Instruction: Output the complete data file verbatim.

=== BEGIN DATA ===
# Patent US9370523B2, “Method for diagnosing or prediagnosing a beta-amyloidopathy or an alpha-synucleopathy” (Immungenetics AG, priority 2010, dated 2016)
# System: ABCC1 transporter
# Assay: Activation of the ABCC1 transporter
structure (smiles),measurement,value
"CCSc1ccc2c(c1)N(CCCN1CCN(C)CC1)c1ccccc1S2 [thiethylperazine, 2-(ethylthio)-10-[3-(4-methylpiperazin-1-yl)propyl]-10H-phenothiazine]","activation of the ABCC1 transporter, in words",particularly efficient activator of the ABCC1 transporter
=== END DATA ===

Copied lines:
# Patent US9370523B2, “Method for diagnosing or prediagnosing a beta-amyloidopathy or an alpha-synucleopathy” (Immungenetics AG, priority 2010, dated 2016)
# System: ABCC1 transporter
# Assay: Activation of the ABCC1 transporter
structure (smiles),measurement,value
"CCSc1ccc2c(c1)N(CCCN1CCN(C)CC1)c1ccccc1S2 [thiethylperazine, 2-(ethylthio)-10-[3-(4-methylpiperazin-1-yl)propyl]-10H-phenothiazine]","activation of the ABCC1 transporter, in words",particularly efficient activator of the ABCC1 transporter